From my Mission Statement 2.0:
To have every story be an improvement in craft.
Pro: Hey, look! I’m improving my craft!
Con: Wow. My writing really stunk before.
How do you improve your writing? I was asked this question at a book club meeting. They specifically wanted to know if I took classes or got a degree in English or writing. My cheeky answer was that I had spent enough time in classrooms (getting my Ph.D.) that I had been excused for the rest of my life. What I really meant was that I fashioned my own craft-development program. It includes:
- Writing, writing, writing
- Seeking (and giving*) critiques from/to a range of writers, especially ones more talented than I am
- Studying writers that I admire, especially ones that write best-selling books
- Reading books about writing, but only when I can actively apply them to a draft I am working on (see this post about my latest read, Robert McKee’s Story)
- Visiting writer blogs for tips and new perspectives on craft
- Attending workshops and conferences when available and affordable
- Writing, writing, writing
*thanks to Laurel for reminding me
I’m constantly searching for ways to improve my craft, but I go through some periods of craft development that are more intense than others. Jody Hedlund impressed me when she hired an editor to help improve her craft – even though her book was already under contract! She had accomplished what many of us are striving for, and yet was unrelenting in her pursuit of craft improvement. I don’t believe a writer should ever stop looking for ways to improve – whether it’s the basics of grammar, or nuances of storytelling, or methods of description, or dashes of style – words are a writer’s tools, and we should always strive to be masters of them.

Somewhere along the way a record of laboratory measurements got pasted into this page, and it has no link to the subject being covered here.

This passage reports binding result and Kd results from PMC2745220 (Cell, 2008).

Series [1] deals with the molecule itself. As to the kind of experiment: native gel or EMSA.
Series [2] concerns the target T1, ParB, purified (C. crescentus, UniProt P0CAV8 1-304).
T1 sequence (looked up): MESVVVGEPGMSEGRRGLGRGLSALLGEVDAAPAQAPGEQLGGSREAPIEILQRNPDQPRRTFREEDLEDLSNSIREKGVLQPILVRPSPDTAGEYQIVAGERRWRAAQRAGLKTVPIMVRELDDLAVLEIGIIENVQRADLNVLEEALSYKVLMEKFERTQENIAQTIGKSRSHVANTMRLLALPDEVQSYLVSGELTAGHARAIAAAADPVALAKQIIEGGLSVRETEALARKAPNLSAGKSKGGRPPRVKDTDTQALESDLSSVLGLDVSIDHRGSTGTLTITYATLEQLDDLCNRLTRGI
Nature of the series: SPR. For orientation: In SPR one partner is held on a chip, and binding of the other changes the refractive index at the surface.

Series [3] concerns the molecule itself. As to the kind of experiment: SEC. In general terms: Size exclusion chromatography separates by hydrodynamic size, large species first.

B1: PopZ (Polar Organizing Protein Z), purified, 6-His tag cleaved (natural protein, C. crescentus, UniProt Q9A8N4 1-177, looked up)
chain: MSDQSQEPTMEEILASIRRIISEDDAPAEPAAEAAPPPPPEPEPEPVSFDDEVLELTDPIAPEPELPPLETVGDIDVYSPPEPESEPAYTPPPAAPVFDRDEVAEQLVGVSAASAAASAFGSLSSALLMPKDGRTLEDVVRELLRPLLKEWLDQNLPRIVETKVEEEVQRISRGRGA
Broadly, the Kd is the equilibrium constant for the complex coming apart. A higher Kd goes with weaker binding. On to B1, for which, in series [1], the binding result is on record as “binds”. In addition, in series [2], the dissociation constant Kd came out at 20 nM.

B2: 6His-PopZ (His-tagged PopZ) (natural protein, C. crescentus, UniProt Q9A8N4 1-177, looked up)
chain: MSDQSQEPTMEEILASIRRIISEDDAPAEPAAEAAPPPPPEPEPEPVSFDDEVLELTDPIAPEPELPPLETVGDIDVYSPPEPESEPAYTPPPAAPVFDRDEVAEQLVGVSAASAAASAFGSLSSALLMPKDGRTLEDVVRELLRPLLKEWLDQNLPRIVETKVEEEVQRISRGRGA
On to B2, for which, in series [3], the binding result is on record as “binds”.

In the beginning, I assumed that at some point I would “master” fiction writing. In some senses, this is the wrong approach. One can master the equations of thermodynamics – they are objective and (for the last hundred fifty years or so) unchanging. Mastering something so inherently subjective as art (which writing and storytelling certainly are), seems like hubris. But a painter/writer friend of mine once said (I’m paraphrasing), Don’t mistake inexperience for style. She was referring to painters who don’t take the time to master the forms of painting, before developing their own method. They simply throw paint on the canvas and call it their style.
Simply because writing is art does not mean that one cannot strive for mastery. I can (and do) study people I consider to be masters. But, in the end, my style is my own. I will never write like Rowling or Westerfeld. They are wonderful writers, worthy of emulation, but I can only write like me. I can only mature in my own individual understanding of storytelling and craft. Whether it’s the Early Me or the Future Me, my writing will always be an incarnation of me-the-writer along my writing journey.
And that’s okay.
Perhaps my mission statement should include a caveat: be urgent in craft improvement, but gentle with the writer herself. She’s trying.
Note to Future Me: Don’t be embarrassed by my writing today – it’s the best I can do and a necessary foundational step to get where you are in Futureland. By the way, don’t think you’re all that anyway. I’m younger.
Do you see yourself evolving in your craft?